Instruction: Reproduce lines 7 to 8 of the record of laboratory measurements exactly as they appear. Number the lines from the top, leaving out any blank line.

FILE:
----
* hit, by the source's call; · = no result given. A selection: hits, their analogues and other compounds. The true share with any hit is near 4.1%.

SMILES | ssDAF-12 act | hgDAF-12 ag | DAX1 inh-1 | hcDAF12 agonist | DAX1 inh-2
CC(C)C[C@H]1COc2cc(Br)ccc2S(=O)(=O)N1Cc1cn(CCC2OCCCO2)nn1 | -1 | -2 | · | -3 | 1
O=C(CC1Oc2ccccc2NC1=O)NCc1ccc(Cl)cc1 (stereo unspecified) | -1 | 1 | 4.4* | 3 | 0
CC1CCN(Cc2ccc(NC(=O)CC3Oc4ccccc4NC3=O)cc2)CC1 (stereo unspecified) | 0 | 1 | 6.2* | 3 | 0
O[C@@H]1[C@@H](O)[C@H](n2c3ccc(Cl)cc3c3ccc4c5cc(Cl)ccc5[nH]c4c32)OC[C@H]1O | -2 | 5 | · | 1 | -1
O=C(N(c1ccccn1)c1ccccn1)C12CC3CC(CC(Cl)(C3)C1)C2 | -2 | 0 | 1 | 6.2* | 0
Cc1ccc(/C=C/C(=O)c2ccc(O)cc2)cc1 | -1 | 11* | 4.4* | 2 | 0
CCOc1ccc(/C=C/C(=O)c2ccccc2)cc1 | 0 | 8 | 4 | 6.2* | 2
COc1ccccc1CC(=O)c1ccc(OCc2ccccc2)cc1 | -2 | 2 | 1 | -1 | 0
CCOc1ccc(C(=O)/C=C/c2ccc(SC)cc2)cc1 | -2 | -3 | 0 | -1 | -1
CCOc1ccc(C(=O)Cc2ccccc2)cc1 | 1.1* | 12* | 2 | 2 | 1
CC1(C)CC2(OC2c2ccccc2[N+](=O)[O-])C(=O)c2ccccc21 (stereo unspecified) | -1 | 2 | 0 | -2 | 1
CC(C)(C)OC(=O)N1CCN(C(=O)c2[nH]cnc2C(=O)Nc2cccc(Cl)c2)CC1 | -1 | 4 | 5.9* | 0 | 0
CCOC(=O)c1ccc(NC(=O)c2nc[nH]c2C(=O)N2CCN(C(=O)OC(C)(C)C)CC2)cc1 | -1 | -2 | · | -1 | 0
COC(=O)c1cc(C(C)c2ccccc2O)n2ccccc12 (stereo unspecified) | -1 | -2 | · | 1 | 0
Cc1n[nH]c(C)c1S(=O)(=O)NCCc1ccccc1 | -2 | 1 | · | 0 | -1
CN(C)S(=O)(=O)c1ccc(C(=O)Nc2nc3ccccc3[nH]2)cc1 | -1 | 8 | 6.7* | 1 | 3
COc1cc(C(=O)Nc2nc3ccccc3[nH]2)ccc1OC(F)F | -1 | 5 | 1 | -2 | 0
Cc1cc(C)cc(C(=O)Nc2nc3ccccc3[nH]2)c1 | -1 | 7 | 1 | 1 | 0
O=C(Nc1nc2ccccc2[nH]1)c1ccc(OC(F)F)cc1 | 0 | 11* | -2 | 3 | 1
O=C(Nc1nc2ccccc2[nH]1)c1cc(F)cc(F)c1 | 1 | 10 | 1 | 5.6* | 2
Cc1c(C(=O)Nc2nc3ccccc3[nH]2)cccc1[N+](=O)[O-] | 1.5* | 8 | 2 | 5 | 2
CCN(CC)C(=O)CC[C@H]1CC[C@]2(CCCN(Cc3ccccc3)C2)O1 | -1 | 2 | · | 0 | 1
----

O=C(N(c1ccccn1)c1ccccn1)C12CC3CC(CC(Cl)(C3)C1)C2 | -2 | 0 | 1 | 6.2* | 0
Cc1ccc(/C=C/C(=O)c2ccc(O)cc2)cc1 | -1 | 11* | 4.4* | 2 | 0